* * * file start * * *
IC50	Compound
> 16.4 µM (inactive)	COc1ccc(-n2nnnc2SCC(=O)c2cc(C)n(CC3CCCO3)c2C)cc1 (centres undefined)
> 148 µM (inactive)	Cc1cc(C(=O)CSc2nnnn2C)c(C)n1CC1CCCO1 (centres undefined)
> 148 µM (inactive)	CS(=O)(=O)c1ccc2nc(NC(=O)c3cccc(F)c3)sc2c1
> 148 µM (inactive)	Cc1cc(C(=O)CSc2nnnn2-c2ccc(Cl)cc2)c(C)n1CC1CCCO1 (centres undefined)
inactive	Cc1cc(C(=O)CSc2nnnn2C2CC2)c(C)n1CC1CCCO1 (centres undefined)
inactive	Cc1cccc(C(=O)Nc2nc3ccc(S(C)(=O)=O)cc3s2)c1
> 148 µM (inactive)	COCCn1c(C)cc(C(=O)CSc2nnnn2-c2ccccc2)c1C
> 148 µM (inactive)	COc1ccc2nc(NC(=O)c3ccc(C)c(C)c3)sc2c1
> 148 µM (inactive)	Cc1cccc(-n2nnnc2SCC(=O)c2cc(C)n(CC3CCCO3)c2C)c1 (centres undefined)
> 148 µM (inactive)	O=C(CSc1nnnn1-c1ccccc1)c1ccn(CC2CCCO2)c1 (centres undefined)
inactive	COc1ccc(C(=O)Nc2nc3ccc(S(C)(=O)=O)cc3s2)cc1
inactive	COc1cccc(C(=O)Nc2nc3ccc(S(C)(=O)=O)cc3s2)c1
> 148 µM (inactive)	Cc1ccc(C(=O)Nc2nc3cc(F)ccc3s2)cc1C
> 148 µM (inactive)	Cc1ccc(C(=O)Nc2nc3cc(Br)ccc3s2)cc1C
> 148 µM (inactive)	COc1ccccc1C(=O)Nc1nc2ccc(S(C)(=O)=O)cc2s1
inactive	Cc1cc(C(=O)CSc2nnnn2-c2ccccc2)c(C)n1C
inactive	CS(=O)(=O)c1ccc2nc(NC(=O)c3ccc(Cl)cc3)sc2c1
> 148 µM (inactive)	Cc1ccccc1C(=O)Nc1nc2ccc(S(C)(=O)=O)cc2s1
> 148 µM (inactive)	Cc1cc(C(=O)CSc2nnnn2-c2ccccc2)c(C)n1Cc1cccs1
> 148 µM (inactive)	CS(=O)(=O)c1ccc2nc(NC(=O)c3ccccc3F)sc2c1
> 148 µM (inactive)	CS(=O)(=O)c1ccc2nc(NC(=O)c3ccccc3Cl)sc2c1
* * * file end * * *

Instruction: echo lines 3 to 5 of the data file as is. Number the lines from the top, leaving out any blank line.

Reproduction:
> 148 µM (inactive)	Cc1cc(C(=O)CSc2nnnn2C)c(C)n1CC1CCCO1 (centres undefined)
> 148 µM (inactive)	CS(=O)(=O)c1ccc2nc(NC(=O)c3cccc(F)c3)sc2c1
> 148 µM (inactive)	Cc1cc(C(=O)CSc2nnnn2-c2ccc(Cl)cc2)c(C)n1CC1CCCO1 (centres undefined)